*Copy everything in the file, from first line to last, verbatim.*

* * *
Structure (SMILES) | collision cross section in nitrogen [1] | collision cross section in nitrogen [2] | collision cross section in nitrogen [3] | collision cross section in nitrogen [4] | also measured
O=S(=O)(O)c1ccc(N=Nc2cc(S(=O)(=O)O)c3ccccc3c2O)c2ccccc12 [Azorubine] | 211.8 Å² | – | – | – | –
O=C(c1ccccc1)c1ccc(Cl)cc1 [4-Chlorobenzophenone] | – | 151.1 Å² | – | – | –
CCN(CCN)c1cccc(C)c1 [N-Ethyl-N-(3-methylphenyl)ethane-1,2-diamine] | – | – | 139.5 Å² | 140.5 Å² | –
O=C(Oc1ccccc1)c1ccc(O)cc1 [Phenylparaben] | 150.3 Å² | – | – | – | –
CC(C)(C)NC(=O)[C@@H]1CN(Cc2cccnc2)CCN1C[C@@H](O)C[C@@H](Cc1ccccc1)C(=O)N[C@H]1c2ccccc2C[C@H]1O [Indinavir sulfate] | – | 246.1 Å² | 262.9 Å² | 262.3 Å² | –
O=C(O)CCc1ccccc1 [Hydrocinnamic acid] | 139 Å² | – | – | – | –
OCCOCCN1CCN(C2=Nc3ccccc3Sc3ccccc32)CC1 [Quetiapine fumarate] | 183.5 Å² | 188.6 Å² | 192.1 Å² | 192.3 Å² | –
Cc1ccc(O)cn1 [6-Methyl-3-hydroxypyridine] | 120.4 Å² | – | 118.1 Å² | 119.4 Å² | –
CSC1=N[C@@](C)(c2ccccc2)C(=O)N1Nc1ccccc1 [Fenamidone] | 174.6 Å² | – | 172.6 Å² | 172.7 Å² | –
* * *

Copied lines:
Structure (SMILES) | collision cross section in nitrogen [1] | collision cross section in nitrogen [2] | collision cross section in nitrogen [3] | collision cross section in nitrogen [4] | also measured
O=S(=O)(O)c1ccc(N=Nc2cc(S(=O)(=O)O)c3ccccc3c2O)c2ccccc12 [Azorubine] | 211.8 Å² | – | – | – | –
O=C(c1ccccc1)c1ccc(Cl)cc1 [4-Chlorobenzophenone] | – | 151.1 Å² | – | – | –
CCN(CCN)c1cccc(C)c1 [N-Ethyl-N-(3-methylphenyl)ethane-1,2-diamine] | – | – | 139.5 Å² | 140.5 Å² | –
O=C(Oc1ccccc1)c1ccc(O)cc1 [Phenylparaben] | 150.3 Å² | – | – | – | –
CC(C)(C)NC(=O)[C@@H]1CN(Cc2cccnc2)CCN1C[C@@H](O)C[C@@H](Cc1ccccc1)C(=O)N[C@H]1c2ccccc2C[C@H]1O [Indinavir sulfate] | – | 246.1 Å² | 262.9 Å² | 262.3 Å² | –
O=C(O)CCc1ccccc1 [Hydrocinnamic acid] | 139 Å² | – | – | – | –
OCCOCCN1CCN(C2=Nc3ccccc3Sc3ccccc32)CC1 [Quetiapine fumarate] | 183.5 Å² | 188.6 Å² | 192.1 Å² | 192.3 Å² | –
Cc1ccc(O)cn1 [6-Methyl-3-hydroxypyridine] | 120.4 Å² | – | 118.1 Å² | 119.4 Å² | –
CSC1=N[C@@](C)(c2ccccc2)C(=O)N1Nc1ccccc1 [Fenamidone] | 174.6 Å² | – | 172.6 Å² | 172.7 Å² | –